Commemorate Hispanic Heritage through an Awareness of Social Determinants of Health
Thursday, September 15, 2016
Hispanics continue to have a profound presence, throughout the history of this nation. Their commitment to family, faith, hard work, and service is deeply embedded in the American culture. Despite commendable triumphs, disparities continue to exacerbate the health of Hispanic populations. Compared to non-Hispanic Whites, Hispanics suffer disproportionately from health disparities such as: higher rates of obesity, chronic diseases (e.g., diabetes, asthma), infant mortality, and HIV/AIDS. Additionally, the Centers for Disease Control and Prevention (CDC) has cited some of the leading causes of illness and death among Hispanics are chronic diseases.
Each year Americans honor the contributions of Hispanics during National Hispanic Heritage Month (September 15th-October 15th). As Americans commemorate Hispanic heritage, it is essential to recognize that Hispanic health is often shaped by the dynamic interactions of socio-cultural barriers.2 According to the US Census Bureau’s Income, Poverty and Health Insurance Coverage in US: 2012 report, the socioeconomic status of Hispanics is lower than non-Hispanic Whites. While there have been encouraging improvements, Hispanics still lag other race/ethnic groups in higher education attainment. Low educational attainment is a persistent barrier for Hispanics to receive timely and appropriate healthcare.
Although Hispanics have higher rates of labor force participation, Hispanics still have a higher chance of suffering from economic hardships. In 2013, the US Census Bureau reported that among full-time year-round workers, the average Hispanic median household income was lower than non-Hispanic Whites. The data also revealed that Hispanics were living at the poverty level, more than double the rate of non-Hispanic Whites. Hispanics' low socioeconomic status and occupational characteristics are associated with low rates of health insurance coverage. The impacts of living in a low-income household also increase exposure to food insecurity and obesity.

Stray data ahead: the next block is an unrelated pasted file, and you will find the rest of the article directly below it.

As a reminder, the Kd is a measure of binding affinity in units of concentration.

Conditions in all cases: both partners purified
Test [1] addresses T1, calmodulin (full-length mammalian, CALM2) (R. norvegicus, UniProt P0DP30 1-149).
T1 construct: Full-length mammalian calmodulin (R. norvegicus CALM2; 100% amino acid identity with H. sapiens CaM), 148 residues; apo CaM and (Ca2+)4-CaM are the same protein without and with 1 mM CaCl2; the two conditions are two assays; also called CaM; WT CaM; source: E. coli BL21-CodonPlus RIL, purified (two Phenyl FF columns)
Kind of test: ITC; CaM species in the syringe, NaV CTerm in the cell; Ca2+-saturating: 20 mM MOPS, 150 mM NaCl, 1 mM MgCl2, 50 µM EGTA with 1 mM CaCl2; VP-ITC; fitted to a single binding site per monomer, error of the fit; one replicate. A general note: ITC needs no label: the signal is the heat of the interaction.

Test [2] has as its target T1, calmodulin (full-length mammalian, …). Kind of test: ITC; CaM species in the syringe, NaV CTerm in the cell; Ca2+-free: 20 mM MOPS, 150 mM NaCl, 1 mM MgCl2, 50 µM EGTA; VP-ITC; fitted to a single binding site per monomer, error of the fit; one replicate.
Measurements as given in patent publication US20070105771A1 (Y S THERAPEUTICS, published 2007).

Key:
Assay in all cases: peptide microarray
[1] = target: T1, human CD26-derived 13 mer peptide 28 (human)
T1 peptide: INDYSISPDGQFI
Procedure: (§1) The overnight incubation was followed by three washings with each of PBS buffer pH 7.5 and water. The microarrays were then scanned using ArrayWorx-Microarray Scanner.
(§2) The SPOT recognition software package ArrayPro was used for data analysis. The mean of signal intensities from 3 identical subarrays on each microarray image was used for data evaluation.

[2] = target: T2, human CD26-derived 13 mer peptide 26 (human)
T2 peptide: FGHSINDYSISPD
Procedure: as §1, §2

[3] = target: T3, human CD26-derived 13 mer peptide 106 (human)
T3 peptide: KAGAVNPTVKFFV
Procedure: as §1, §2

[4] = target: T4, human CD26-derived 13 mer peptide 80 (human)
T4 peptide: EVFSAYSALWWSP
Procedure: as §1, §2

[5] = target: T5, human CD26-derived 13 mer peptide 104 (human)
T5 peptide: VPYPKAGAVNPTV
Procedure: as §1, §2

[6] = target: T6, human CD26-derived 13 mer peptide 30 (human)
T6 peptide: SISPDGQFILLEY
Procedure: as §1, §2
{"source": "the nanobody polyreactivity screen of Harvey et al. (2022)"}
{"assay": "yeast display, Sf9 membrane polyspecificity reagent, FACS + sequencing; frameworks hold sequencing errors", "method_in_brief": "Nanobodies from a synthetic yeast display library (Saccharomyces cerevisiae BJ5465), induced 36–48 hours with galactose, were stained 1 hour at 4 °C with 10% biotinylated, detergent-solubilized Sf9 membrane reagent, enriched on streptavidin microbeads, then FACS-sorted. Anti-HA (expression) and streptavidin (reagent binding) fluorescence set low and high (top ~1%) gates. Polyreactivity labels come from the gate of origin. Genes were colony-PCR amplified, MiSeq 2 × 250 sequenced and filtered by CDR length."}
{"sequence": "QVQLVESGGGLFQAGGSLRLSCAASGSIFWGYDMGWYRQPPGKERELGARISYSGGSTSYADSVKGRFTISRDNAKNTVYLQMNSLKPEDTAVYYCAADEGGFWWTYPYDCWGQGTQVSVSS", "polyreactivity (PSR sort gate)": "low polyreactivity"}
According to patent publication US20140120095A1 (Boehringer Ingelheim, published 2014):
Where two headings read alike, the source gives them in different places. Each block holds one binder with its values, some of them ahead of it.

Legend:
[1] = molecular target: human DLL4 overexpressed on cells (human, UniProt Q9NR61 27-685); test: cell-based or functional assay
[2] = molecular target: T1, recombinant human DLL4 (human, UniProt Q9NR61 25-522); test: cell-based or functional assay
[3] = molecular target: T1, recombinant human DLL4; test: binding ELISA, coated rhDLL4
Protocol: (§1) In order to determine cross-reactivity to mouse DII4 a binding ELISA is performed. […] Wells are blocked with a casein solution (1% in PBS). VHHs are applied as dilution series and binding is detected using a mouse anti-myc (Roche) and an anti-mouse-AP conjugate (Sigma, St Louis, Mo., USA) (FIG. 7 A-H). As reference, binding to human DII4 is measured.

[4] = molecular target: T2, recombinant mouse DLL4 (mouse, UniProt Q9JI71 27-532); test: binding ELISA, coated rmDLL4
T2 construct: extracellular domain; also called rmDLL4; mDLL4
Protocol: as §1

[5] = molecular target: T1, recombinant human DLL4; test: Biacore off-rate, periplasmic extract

Immigrant-related challenges tend to be a source of stress and anxiety. One study found that fear of deportation, may discourage undocumented immigrants from seeking assistance for: employment, health, and language barriers. Moreover, language barriers hinder health literacy, patient-provider communication, and have been associated with inadequate utilization of healthcare services.
The social determinants of health can be described by a Social Ecological Model (SEM). This holistic approach posits that behavior is determined by the interplay of the following factors: intrapersonal, interpersonal, organizational, community, and policy. The SEM can leverage cultural competency. The intrapersonal level reveals that perceived risk factors (e.g., fear of deportation) can impact an awareness of healthcare resources. The interpersonal level reveals that deeply ingrained in the Hispanic culture is familism. The emphasis familism places on interconnectedness and social support correlates with positive psychological health outcomes. The SEM can also leverage strategies aimed to mitigate poor health outcomes among Hispanics. For the organizational level, focus on ensuring staff has resources to adequately adhere to Hispanic health needs (e.g., interpretation services). Within the community level, maximize community resources through partnerships to expand access to community health worker and patient navigators. Last, within the policy level, incentivize provider performance for developing strategies to address language barriers.
In order to build a future for all Americans in this country, honor the presence of the Hispanic culture with an objective to address the social determinants of health. Visit the US Office of Minority Health to learn more about programs and partnerships to improve health outcomes for Hispanics.
Participate in NACDD President’s Health Equity Challenge by signing the health for all pledge. For strategies to partner with Hispanic serving institutions and incorporate health equity into chronic disease and health promotion programs in your state, contact Steve Owens at firstname.lastname@example.org.